Comparathon

I have learned a lot since moving to Albania. With no stone unturned, I have discovered things, not only about myself, but about this culture halfway across the world. Some of these lessons came as no surprise, while others caught me completely off guard. Which seems to come with living in a foreign world.

— I have discovered I do not like to eat brain, whether it is cow, sheep or goat. I gave them all a fair try. And while we are on the subject, I don’t care for eyeball, tongue, cheek, or intestines either.

— I have officially become addicted to the STRONG espresso that is served everywhere in this coffee culture.

–I still like living alone. However, serving in a Peace Corps city with very few Americans near, takes the alone factor to a whole new level.

–There is no harm in throwing yourself a pity party. Just don’t stay there too long.

–Loneliness won’t kill you. And lucky for me, my loved ones are just a skype call away.

— Catcalls and obnoxious boys can be ignored. But will get to you some days. Sometimes walking around with headphones will save the day.

–Running is still my sanctuary. Even though I have to deal with stares and questions, it can still be my saving grace. For that I am more thankful than you can imagine.

–Patience truly is a virtue. And if you want to get through life smiling, it’s something you can’t live without.

–When it rains, it pours. Bad stuff tends to happen in threes. Or fours. The only thing you can control in those situations is your attitude. For me, that is harder than it sounds, but it is a work in progress.

–Cooking and Baking for others is a universal sign of love. Even if you can’t speak a word of the same language, a homemade cookie will put a smile on even the crabbiest of faces.

–The quote “Travel is the only thing you buy, that makes you richer.” is 110% true.

–True friends will make an effort to keep in contact, even when you’re halfway around the world.

–Don’t be afraid of change.

–Trying to fix things can work out great. But if you have no idea what you’re doing, maybe it’s best to ask for help. Or you might get electrocuted. (Whoops)

–Snail mail will brighten someone’s day a lot more than an email.

–When shopping for products that are written in a language you don’t understand, look at the pictures. But when in doubt, always take the time to translate the word. Don’t just assume it’s salt because it looks like salt. (Personal experience here.)

–In order to keep your sanity, set boundaries for yourself and others. But at the same time, try to embrace the awkwardness that comes with sitting outside your comfort zone.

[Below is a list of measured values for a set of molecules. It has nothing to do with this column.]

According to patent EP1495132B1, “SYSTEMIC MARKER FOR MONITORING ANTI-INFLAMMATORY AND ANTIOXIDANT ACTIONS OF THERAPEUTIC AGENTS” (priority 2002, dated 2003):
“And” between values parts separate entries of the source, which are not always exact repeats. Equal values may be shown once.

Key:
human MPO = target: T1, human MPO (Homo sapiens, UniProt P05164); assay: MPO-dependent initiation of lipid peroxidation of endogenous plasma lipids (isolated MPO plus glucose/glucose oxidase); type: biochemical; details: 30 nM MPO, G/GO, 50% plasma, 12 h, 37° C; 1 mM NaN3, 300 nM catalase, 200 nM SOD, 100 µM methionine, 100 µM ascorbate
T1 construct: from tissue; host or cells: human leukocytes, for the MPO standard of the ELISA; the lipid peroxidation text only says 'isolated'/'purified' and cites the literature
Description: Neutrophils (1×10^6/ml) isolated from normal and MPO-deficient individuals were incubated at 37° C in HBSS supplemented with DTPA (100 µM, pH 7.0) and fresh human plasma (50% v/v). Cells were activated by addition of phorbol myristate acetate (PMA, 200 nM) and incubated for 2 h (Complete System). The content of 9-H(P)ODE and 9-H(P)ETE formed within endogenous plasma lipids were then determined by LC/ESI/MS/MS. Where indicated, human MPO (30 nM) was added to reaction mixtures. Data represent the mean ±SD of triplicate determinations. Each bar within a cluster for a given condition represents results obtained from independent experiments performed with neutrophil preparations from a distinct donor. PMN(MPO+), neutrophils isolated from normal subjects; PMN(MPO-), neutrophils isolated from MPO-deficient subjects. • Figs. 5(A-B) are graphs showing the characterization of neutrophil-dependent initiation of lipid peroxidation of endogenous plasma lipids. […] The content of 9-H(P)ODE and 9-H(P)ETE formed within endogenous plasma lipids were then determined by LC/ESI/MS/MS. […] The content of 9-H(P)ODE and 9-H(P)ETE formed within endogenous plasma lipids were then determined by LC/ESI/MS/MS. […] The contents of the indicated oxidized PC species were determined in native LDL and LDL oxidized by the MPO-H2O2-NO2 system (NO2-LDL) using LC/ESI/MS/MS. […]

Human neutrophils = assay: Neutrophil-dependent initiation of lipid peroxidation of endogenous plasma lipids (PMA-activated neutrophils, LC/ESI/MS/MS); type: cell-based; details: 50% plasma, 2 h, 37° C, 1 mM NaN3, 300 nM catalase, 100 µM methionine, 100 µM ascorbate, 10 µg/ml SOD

–Don’t be afraid to make mistakes. Learning a new language has cured me of worrying if I look like an idiot. Most days, it’s inevitable as I stutter through sentences like a third grader!

–When traveling, sit in the middle back. It’s the safest spot. Unless its a 95 degree day, then sit by an open window.

–ALWAYS use your water filter!

–Slowing down from the American pace of life isn’t necessarily a bad thing. Welcome those afternoon siestas with open arms.

–Ants can literally crawl out of your outlets. And kitchen sink drain. And holes in the walls. I swear, they are invincible.

–Empathy is a powerful thing. Lean on those who understand what you’re going through.

–Nothing is 100% reliable. If your electricity doesn’t come back on for eight hours it isn’t going to kill you. But maybe throw out the raw chicken in your fridge.

–Bartering in another language is an important milestone. Celebrate those small successes.

–Don’t judge.

–You can’t save every stray dog you see, no matter how badly you want to.

–Just because it’s different than what you are used to, or how you might do it, doesn’t mean it’s wrong.

— Kids in underdeveloped countries LOVE getting their pictures taken. When you take the time to print them off and hand out, you can become the neighborhood celebrity.

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Above all, the biggest lesson I have learned is to stop comparing myself to others. This is no “the light-bulb burst on with a bright flash” epiphany type of moment. But it has literally made or broke the small achievements I have reached here. There will always be someone who speaks Albanian better. Who blends in easier. Who learns faster. Someone who is bigger. Stronger. Faster. In the Peace Corps and after. In Albania and America. Comparing yourself to them only takes away from you. It’s okay to redefine what success means to you if it helps keep your head above water. Keep redefining and improving, each and every day if that’s what it takes.

So, I guess, that’s it. My one piece of advice to future PCV’s on how to have a successful service. Stop the comparathon. The only thing that matters is that YOU make an improvement from yesterday.

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